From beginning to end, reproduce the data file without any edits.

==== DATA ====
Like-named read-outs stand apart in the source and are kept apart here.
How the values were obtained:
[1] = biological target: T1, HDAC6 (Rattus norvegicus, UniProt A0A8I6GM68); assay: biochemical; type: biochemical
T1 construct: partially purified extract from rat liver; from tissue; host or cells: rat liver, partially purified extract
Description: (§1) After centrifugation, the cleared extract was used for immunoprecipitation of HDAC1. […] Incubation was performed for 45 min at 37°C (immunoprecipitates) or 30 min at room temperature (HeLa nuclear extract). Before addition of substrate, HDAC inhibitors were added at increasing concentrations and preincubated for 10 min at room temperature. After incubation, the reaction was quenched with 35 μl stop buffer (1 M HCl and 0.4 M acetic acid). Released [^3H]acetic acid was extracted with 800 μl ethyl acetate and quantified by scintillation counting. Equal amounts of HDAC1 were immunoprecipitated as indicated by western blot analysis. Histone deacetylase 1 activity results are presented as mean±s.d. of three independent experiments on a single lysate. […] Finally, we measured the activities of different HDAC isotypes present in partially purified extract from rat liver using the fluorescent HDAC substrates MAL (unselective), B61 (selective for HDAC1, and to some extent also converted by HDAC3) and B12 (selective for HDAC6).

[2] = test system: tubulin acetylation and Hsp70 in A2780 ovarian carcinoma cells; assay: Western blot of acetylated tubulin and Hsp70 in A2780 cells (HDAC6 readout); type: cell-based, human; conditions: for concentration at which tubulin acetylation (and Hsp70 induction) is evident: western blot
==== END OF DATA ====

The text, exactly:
Like-named read-outs stand apart in the source and are kept apart here.
How the values were obtained:
[1] = biological target: T1, HDAC6 (Rattus norvegicus, UniProt A0A8I6GM68); assay: biochemical; type: biochemical
T1 construct: partially purified extract from rat liver; from tissue; host or cells: rat liver, partially purified extract
Description: (§1) After centrifugation, the cleared extract was used for immunoprecipitation of HDAC1. […] Incubation was performed for 45 min at 37°C (immunoprecipitates) or 30 min at room temperature (HeLa nuclear extract). Before addition of substrate, HDAC inhibitors were added at increasing concentrations and preincubated for 10 min at room temperature. After incubation, the reaction was quenched with 35 μl stop buffer (1 M HCl and 0.4 M acetic acid). Released [^3H]acetic acid was extracted with 800 μl ethyl acetate and quantified by scintillation counting. Equal amounts of HDAC1 were immunoprecipitated as indicated by western blot analysis. Histone deacetylase 1 activity results are presented as mean±s.d. of three independent experiments on a single lysate. […] Finally, we measured the activities of different HDAC isotypes present in partially purified extract from rat liver using the fluorescent HDAC substrates MAL (unselective), B61 (selective for HDAC1, and to some extent also converted by HDAC3) and B12 (selective for HDAC6).

[2] = test system: tubulin acetylation and Hsp70 in A2780 ovarian carcinoma cells; assay: Western blot of acetylated tubulin and Hsp70 in A2780 cells (HDAC6 readout); type: cell-based, human; conditions: for concentration at which tubulin acetylation (and Hsp70 induction) is evident: western blot